In November 2010, voters in Arizona, South Dakota, South Carolina, and Utah passed constitutional amendments requiring secret ballot elections in all union elections. 

Section 7 of the NLRA permits workers to choose a union through two pathways: NLRB-conducted secret-ballot elections and voluntary recognition after a showing of majority support through the use of the card-check or majority sign-up processes. The state constitutional amendments would eliminate the latter pathway to union certification, preventing employers from entering into neutrality agreements with unions utilizing the card-check or majority sign-up processes and requiring NLRB-conducted secret-ballot elections in all circumstances.  

The NLRB initially threatened legal action against Arizona, South Carolina, South Dakota, and Utah in January 2011. In January 2011 letters to the attorneys general of those four states, NLRB Acting General Counsel Lafe Solomon warned that the state amendments would pressure employers who previously agreed to voluntary recognition agreements to withdraw recognition from labor organizations representing their work forces and could lead to unnecessary litigation by workers challenging unions with majority support. In response, the state attorneys general asserted the legality of those amendments and pledged to defend them.  The NLRB’s May 6 news release announcing the suit against Arizona stated that the complaint against South Dakota will be filed “in the coming weeks.”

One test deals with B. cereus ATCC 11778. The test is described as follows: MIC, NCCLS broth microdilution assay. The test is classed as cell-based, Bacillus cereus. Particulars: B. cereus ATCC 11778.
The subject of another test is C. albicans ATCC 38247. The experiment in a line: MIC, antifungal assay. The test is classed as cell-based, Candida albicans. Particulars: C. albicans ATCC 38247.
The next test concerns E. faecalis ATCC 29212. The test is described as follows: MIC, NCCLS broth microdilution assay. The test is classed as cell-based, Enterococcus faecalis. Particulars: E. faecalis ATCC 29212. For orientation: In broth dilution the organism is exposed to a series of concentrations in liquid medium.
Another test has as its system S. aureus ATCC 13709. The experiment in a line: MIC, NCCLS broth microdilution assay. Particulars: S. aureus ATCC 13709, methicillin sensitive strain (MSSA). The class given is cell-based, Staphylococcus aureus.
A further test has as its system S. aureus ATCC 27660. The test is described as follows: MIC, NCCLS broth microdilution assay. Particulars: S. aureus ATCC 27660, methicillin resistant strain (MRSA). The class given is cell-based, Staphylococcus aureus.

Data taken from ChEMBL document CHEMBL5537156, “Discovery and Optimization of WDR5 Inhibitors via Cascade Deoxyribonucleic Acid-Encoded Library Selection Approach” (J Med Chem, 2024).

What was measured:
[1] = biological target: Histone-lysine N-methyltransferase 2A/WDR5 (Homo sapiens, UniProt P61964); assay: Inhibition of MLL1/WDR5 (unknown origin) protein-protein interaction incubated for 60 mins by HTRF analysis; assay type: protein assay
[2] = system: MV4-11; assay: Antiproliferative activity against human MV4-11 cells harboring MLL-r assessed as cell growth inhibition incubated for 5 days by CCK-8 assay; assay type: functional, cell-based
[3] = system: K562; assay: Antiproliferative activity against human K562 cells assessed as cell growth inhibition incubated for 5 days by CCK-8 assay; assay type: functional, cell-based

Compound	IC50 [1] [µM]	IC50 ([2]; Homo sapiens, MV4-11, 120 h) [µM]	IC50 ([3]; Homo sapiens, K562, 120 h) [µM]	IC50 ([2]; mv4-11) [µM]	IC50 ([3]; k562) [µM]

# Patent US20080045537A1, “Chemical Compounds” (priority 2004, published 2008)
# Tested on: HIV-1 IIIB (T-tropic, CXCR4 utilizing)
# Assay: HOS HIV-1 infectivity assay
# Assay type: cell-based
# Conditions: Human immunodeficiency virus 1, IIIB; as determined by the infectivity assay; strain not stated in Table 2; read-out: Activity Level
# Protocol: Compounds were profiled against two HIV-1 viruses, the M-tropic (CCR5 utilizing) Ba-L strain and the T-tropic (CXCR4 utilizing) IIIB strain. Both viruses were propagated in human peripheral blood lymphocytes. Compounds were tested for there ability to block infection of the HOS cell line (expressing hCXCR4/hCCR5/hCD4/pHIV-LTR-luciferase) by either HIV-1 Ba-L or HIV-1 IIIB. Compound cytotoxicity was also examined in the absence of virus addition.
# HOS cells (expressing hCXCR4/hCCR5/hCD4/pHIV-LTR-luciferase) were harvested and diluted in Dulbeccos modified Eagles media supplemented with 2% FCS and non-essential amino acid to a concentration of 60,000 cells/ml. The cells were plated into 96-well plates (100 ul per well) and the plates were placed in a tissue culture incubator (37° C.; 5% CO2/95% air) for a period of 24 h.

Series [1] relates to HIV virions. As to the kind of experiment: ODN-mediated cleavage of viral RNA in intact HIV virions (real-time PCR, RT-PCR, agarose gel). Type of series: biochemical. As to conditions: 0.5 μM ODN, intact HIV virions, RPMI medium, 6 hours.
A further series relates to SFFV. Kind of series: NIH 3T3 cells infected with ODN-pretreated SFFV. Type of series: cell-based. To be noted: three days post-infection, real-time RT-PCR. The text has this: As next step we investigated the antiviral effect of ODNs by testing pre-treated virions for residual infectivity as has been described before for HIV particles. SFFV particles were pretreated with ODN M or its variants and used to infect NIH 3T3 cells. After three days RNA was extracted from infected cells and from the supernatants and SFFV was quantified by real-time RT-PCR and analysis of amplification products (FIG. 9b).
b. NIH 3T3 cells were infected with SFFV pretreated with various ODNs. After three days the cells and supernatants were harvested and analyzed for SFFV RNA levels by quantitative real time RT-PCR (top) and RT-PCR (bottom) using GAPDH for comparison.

The state amendments are an outgrowth of the defeat of the Democratic-sponsored Employee Free Choice Act in the 111th Congress, which would have permitted the use of the card-check or majority sign-up processes outside the voluntary recognition context.  This year, Senate Republicans have introduced the Secret Ballot Protection Act, a federal bill mirroring the state constitutional amendments that would ban the card-check/voluntary recognition pathway and require secret ballot elections in all circumstances. With Democrats controlling the Senate, the legislation is unlikely to have majority support in that body, let alone the 60 votes needed for cloture.

NLRB Acting General Counsel Solomon was nominated by President Obama earlier this year to a four-year term as General Counsel on a permanent basis. His nomination is currently pending in the Senate.